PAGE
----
Despite warnings of potentially disastrous results of political unrest escalating out of control, President Joseph Kabila of the Democratic Republic of Congo remains in the league of “they shall have eyes and not see; ears and not hear”.
The United States gave the clearest one yet. It ordered its employees’ families to start leaving on Thursday and halted most visits by officials due to “deteriorating security situation”.
This follows weeks of demonstration by citizens opposed to the postponement of presidential elections scheduled for next month but now pushed to 2017. The unrest culminated into clashes between police and demonstrators two weeks ago. At least 50 people died.
In a statement, the United States, the African Union and the United Nations urged a peaceful settlement of the crisis that began in January last year. Evidence Kabila payed heed remains non-existent.
Opposition parties and myriad critics see ploys he intends to stay in office. That, they argue’ is unacceptable. The constitution limits to two five-year consecutive presidential terms. Kabila’s end December 19, 2016. In any case, even a leap year, remains a year.
Since he first mooted the idea of an extended stay in office by fiddling with elections laws leading to demonstrations in January 2015, Kabila has unleashed security agencies on opponents of his designs.
On that, the Human Rights Watch current report says “…government officials and security forces have arbitrarily arrested scores of activists and opposition leaders, some of whom were held incommunicado for weeks or months while others were put on trial on trumped-up charges”. Gory details follow.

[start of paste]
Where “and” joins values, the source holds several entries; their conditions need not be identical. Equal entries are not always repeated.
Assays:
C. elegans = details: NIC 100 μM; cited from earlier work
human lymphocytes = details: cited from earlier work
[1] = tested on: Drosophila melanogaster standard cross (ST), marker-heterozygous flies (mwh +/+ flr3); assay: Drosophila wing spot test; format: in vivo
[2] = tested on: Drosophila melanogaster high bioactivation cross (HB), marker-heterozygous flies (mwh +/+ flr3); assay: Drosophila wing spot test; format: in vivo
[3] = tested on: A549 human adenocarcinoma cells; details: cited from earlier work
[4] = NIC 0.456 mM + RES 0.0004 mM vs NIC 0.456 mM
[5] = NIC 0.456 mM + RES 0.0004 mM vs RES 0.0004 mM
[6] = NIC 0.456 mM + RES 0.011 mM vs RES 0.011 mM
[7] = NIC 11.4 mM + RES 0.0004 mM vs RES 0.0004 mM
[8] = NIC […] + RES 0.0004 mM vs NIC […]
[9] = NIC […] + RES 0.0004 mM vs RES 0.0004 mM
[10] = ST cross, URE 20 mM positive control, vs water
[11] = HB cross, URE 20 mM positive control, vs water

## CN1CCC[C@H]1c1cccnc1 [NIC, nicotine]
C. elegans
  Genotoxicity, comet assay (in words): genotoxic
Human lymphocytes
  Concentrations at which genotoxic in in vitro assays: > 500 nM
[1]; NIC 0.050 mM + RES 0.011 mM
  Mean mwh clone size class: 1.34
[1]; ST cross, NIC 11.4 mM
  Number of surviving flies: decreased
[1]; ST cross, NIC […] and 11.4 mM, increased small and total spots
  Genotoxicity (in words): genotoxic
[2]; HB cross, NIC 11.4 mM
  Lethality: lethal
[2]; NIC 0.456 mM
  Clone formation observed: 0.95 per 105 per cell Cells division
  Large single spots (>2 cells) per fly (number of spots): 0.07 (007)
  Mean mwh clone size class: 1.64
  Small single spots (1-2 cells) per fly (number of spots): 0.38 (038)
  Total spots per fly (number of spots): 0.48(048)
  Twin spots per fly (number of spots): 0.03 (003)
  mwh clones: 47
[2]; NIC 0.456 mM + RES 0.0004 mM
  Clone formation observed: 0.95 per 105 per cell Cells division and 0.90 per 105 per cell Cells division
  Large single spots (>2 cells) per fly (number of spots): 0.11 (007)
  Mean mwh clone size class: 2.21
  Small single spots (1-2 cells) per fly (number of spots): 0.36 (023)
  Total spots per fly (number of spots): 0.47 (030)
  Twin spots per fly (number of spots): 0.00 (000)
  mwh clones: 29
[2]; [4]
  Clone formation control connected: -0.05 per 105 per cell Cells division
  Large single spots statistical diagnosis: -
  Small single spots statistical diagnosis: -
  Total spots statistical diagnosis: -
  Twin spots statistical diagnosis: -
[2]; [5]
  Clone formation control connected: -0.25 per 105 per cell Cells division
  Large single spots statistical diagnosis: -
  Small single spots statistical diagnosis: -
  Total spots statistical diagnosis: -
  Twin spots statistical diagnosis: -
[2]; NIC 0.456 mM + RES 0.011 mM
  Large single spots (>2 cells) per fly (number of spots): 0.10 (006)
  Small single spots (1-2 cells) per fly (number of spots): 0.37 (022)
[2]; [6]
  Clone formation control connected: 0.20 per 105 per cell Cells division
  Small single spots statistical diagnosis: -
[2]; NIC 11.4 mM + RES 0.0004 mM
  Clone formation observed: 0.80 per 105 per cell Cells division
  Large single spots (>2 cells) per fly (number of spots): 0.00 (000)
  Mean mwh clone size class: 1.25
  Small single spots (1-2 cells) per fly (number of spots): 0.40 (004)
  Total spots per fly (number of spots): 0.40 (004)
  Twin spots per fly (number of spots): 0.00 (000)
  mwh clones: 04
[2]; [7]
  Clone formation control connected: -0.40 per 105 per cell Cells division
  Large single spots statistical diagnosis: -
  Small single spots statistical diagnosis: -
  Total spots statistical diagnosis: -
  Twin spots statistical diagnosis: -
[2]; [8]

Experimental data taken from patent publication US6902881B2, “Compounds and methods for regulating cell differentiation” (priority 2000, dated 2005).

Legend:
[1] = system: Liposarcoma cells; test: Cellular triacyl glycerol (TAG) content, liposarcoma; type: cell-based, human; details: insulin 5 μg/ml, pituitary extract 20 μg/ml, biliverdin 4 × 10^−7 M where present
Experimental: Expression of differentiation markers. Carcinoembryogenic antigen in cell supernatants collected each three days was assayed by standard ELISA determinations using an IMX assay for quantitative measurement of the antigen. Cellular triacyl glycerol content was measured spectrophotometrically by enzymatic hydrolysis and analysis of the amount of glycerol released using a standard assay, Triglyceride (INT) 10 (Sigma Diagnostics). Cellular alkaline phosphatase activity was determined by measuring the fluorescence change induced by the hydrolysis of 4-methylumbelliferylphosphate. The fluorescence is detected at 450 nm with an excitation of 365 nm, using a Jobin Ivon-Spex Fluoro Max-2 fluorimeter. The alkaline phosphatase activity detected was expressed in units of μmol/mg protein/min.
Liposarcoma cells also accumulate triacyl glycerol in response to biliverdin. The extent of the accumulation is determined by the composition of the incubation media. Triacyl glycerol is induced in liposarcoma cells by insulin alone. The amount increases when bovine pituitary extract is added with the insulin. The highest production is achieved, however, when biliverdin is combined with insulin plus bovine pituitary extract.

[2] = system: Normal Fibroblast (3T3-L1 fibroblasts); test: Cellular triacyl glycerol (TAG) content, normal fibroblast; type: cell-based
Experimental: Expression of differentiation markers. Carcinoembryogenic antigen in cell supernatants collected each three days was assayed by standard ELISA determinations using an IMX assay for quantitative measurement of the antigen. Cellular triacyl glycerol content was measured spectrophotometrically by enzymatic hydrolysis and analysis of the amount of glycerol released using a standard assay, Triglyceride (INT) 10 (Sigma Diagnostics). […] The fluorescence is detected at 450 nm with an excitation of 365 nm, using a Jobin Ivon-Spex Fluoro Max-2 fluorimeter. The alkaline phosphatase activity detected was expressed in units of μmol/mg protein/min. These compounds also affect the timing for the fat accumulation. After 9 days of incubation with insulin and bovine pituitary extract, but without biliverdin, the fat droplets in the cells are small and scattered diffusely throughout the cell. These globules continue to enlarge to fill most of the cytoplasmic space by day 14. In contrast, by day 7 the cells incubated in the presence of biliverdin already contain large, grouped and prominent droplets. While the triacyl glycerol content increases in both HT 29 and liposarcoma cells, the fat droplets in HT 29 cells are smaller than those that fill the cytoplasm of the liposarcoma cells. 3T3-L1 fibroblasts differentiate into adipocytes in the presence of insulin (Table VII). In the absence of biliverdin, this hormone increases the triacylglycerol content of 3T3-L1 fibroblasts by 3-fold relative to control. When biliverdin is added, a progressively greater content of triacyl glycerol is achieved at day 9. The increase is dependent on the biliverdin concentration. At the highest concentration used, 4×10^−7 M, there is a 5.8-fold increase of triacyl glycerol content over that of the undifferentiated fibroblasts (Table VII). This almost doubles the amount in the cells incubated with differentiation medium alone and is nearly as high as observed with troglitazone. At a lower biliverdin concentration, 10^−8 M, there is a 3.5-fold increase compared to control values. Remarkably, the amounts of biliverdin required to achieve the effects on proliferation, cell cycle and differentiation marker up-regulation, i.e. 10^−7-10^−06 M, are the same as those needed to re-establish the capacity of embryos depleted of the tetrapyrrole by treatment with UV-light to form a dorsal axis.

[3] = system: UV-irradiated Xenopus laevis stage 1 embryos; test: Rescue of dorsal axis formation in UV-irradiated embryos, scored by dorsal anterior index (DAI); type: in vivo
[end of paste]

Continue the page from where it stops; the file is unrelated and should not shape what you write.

Kabila, 45, and in power by default beginning 2001 – he later won two discredited elections – takes solace in the Constitutional Court’s ruling in May saying he can continue in office if elections aren’t held. There’s also an interim government deal he recently made with minor political parties. It would govern until elections are held mid-next year, him presiding, a non-starter. The president’s supporters plead financial constraints and out of date voters register.
Governments proclaiming to be democratic are obliged ensure voters are registered and elections held as provide by law. Failure to do so amounts to sabotaging the democratic process. “Oh, this and that” isn’t an option.
Ironically, the out-of-date voters register necessitates the postponement. Estimates are the current one covers half the 45 million eligible voters.
Kabila’s time isn’t only over.
He has also bungled the job by engineering situations in the political process to suit his ambitions.
What’s now DRC hasn’t known stability since the days of Belgian King Leopold – 1870.
Any leader who plans to continue such a situation is worth precious nothing. Kabila qualifies.